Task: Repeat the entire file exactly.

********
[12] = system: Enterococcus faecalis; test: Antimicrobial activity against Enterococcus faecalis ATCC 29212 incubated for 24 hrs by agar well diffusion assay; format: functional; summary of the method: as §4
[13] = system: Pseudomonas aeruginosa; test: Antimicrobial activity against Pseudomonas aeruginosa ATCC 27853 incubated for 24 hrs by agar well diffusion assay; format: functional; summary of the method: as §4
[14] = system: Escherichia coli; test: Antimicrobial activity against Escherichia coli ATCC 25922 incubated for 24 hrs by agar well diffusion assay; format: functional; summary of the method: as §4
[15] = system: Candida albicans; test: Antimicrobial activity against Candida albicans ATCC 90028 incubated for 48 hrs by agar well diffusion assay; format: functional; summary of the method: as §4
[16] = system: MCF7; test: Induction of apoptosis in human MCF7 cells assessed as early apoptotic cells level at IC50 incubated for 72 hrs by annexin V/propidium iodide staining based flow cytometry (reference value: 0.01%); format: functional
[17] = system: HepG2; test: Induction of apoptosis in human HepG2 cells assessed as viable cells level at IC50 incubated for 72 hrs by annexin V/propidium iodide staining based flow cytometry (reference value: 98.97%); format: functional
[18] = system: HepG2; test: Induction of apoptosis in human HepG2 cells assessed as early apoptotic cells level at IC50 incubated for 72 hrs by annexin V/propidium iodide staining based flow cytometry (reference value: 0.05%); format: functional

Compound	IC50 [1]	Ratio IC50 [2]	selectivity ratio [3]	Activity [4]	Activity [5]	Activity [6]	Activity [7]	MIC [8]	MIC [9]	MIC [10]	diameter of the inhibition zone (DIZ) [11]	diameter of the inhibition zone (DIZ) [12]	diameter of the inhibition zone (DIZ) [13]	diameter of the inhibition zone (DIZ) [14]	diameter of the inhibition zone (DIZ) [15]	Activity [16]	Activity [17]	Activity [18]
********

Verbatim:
[12] = system: Enterococcus faecalis; test: Antimicrobial activity against Enterococcus faecalis ATCC 29212 incubated for 24 hrs by agar well diffusion assay; format: functional; summary of the method: as §4
[13] = system: Pseudomonas aeruginosa; test: Antimicrobial activity against Pseudomonas aeruginosa ATCC 27853 incubated for 24 hrs by agar well diffusion assay; format: functional; summary of the method: as §4
[14] = system: Escherichia coli; test: Antimicrobial activity against Escherichia coli ATCC 25922 incubated for 24 hrs by agar well diffusion assay; format: functional; summary of the method: as §4
[15] = system: Candida albicans; test: Antimicrobial activity against Candida albicans ATCC 90028 incubated for 48 hrs by agar well diffusion assay; format: functional; summary of the method: as §4
[16] = system: MCF7; test: Induction of apoptosis in human MCF7 cells assessed as early apoptotic cells level at IC50 incubated for 72 hrs by annexin V/propidium iodide staining based flow cytometry (reference value: 0.01%); format: functional
[17] = system: HepG2; test: Induction of apoptosis in human HepG2 cells assessed as viable cells level at IC50 incubated for 72 hrs by annexin V/propidium iodide staining based flow cytometry (reference value: 98.97%); format: functional
[18] = system: HepG2; test: Induction of apoptosis in human HepG2 cells assessed as early apoptotic cells level at IC50 incubated for 72 hrs by annexin V/propidium iodide staining based flow cytometry (reference value: 0.05%); format: functional

Compound	IC50 [1]	Ratio IC50 [2]	selectivity ratio [3]	Activity [4]	Activity [5]	Activity [6]	Activity [7]	MIC [8]	MIC [9]	MIC [10]	diameter of the inhibition zone (DIZ) [11]	diameter of the inhibition zone (DIZ) [12]	diameter of the inhibition zone (DIZ) [13]	diameter of the inhibition zone (DIZ) [14]	diameter of the inhibition zone (DIZ) [15]	Activity [16]	Activity [17]	Activity [18]